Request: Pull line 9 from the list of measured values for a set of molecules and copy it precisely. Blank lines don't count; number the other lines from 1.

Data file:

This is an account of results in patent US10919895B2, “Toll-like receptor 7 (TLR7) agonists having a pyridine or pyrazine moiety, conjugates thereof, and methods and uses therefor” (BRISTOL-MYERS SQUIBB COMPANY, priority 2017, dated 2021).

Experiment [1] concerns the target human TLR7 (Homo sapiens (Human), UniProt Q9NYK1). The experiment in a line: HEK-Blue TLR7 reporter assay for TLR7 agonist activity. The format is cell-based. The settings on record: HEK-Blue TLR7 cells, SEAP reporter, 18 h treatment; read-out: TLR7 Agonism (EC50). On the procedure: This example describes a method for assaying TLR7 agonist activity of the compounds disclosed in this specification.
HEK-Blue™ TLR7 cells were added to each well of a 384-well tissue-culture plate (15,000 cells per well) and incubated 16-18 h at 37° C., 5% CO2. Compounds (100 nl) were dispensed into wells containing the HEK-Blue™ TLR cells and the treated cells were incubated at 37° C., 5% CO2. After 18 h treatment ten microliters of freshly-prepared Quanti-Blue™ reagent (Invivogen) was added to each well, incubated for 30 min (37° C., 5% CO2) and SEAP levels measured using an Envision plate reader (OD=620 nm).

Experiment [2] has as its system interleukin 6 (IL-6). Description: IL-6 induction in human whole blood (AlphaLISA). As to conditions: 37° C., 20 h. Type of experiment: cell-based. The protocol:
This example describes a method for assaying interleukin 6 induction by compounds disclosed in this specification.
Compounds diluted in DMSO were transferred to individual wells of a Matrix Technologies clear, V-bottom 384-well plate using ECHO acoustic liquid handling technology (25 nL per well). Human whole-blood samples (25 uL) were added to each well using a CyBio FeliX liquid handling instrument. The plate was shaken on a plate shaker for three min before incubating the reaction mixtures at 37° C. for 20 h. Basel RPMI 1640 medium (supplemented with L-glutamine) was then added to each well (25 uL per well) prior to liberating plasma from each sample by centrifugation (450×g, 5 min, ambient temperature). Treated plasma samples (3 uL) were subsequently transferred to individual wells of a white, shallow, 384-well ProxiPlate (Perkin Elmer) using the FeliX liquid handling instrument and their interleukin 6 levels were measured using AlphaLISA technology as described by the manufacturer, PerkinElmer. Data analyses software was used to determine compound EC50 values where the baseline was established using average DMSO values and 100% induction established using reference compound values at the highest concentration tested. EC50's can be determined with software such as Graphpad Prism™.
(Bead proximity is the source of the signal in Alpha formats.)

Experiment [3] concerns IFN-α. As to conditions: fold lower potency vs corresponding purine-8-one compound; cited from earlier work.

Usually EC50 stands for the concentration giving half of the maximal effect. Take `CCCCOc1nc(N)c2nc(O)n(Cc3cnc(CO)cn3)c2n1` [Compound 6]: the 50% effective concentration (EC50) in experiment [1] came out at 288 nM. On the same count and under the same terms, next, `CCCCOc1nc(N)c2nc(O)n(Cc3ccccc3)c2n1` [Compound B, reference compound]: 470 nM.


Usually EC50 stands for the concentration giving half of the maximal effect. Take `CCCCOc1nc(N)c2nc(O)n(Cc3cnc(CO)cn3)c2n1` [Compound 6]: the 50% effective concentration (EC50) in experiment [1] came out at 288 nM. On the same count and under the same terms, next, `CCCCOc1nc(N)c2nc(O)n(Cc3ccccc3)c2n1` [Compound B, reference compound]: 470 nM.